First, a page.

`Roe' at risk

January 20, 2003|By Ellen Goodman

BOSTON - There was a moment last month when the Bush administration overturned Roe vs. Wade. You may not have noticed because it happened in Bangkok - out of sight, out of media mind.

Our government went there to try to deep-six a U.N. agreement on family planning. After one of our delegates promoted abstinence-only education, after another warned of the risks of condoms, after a third shared her personal success story using the rhythm method, Assistant Secretary of State Gene Dewey took the podium. He said to the assembled: "The United States supports the sanctity of life from conception to natural death."

The "United States"? Had he confused the U.S.A. with a right-to-life organization? Had he forgotten that abortion is legal in this country?

From the outset, this administration gave the right wing domain over international family planning policy, as if the women of the world were their colony. And it paid no political price.

But after this moment, I wonder if the Bangkok drama was just a road show. Or was it an out-of-town preview for a play opening soon in our nation's capital?

Wednesday is the 30th anniversary of the Supreme Court decision legalizing abortion. I'm usually wary of pro-choice alarmists whose message - the sky is falling and falling - plays on an endless loop.

But for the first time since Roe, the White House and both houses of Congress are all securely in Republican hands, and all hands are ready to chip away at reproductive rights - one law, one rule, one regulation, one case at a time.

Congress will begin, no doubt, by voting to outlaw the procedure heatedly if wrongly called "partial-birth abortion." Then it will take up a law against bringing minors across state lines to avoid parental notification. Then more laws giving the fetus rights that equal or surpass those of women. And more laws allowing hospitals to stop providing abortions without risking federal funds.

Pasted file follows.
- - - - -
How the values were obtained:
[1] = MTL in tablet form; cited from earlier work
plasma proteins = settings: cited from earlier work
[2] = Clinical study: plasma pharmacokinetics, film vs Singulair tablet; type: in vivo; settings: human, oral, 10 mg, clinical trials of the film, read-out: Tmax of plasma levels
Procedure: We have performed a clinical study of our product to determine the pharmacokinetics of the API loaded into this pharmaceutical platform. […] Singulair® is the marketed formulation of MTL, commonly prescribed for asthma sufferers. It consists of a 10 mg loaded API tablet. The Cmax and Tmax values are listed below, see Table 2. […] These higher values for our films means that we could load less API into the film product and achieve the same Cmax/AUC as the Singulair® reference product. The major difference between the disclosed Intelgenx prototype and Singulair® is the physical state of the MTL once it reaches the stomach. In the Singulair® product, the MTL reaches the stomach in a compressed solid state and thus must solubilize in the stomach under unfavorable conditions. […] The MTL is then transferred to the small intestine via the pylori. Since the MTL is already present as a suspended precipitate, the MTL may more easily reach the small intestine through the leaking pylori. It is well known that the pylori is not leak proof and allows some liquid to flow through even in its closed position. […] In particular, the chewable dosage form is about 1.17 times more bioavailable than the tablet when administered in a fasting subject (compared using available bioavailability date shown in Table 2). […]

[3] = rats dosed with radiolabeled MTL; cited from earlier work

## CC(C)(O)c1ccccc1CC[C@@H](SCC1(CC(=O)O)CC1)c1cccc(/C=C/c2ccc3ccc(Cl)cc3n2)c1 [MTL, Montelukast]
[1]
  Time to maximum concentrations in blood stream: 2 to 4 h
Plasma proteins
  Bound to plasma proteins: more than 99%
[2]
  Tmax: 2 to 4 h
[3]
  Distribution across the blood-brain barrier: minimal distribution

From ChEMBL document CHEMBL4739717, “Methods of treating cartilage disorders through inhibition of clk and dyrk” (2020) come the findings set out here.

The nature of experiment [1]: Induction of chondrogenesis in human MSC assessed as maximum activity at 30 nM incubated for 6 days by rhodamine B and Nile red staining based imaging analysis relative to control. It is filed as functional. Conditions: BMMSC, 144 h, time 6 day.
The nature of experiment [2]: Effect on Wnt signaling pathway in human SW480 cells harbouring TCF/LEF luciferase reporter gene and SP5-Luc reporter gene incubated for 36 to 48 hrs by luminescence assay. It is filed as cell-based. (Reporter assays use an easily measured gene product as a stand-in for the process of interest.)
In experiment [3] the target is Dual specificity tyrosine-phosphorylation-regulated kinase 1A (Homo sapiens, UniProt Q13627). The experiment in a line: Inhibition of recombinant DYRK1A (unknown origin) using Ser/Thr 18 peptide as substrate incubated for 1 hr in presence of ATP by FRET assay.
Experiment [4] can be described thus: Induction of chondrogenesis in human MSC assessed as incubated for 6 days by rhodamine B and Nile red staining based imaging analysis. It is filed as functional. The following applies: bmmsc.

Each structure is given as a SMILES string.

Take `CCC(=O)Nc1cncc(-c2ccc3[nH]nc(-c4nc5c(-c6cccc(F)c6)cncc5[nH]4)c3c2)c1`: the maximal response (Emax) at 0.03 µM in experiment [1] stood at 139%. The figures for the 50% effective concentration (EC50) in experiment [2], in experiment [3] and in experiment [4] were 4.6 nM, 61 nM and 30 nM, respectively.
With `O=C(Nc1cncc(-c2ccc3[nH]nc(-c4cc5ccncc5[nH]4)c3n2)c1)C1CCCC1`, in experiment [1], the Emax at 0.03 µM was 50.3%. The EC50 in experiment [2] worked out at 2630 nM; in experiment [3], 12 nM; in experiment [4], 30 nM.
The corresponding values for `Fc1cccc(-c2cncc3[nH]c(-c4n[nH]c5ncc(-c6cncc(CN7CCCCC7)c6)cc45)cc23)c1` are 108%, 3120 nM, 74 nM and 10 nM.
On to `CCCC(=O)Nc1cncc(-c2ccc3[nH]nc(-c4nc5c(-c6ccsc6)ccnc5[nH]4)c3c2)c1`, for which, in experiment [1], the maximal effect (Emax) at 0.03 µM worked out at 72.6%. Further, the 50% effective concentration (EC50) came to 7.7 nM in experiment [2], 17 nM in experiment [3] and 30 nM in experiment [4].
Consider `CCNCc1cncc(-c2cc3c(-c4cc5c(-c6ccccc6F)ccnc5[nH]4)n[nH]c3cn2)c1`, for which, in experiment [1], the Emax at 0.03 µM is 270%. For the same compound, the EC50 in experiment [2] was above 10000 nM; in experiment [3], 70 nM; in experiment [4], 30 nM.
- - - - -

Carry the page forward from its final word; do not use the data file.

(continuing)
Then on to the central act: the judiciary. The president already has renominated Charles Pickering - a man who early on helped hoist the first anti-abortion plank on to the party platform - to the 5th U.S. Circuit Court of Appeals. Next up, the search for one or two Antonin Scalia clones for anticipated Supreme Court openings.

Is the right gift for this anniversary a warning bell? Thirty years is a long time. It's long enough for an entire new generation to take for granted the right to decide.

Since 1995 there have been 335 state laws restricting a woman's right to choose. These laws have affected mostly poor, young, rural women - women as far off the political radar screen as Bangkok.

But what happens in the presence of a threat to the right itself? Thirty years of opinion polls have also shown that Americans consistently support legal abortion for three reasons: "rape, incest and me." Anti-abortion activists play on the sense that someone, somewhere, is having an abortion for frivolous reasons. But Americans believe that the women we know, the women we are, can be trusted to decide for ourselves.

So the other side of this anniversary story is that "me" now includes an estimated 30 million women who have had more than 39 million abortions since Roe.

That's 30 million different stories with emotions ranging from anxiety to relief. "How does a president tell 30 million women that they did something evil?" asks Frances Kissling of Catholics for a Free Choice.

Until now, the politics have been easy. George W. Bush has been able to talk about "a culture of life." But he has also, carefully, repeatedly avoided saying that he wanted to overturn Roe. He's curried to the right while trying not to frighten the suburban middle.

His "United States" has exported the most draconian family planning ideas. His "United States" has allowed the anti-abortion, anti-sex-education, anti-birth-control right to rule our foreign policy.

Now on the 30th anniversary, push is coming to shove, foreign policy is coming home. Thirty years. Thirty million. This time we'll be watching.

Ellen Goodman is a columnist for The Boston Globe. Her column appears Mondays and Thursdays in The Sun. She can be reached via e-mail at ellengoodman@globe.com.

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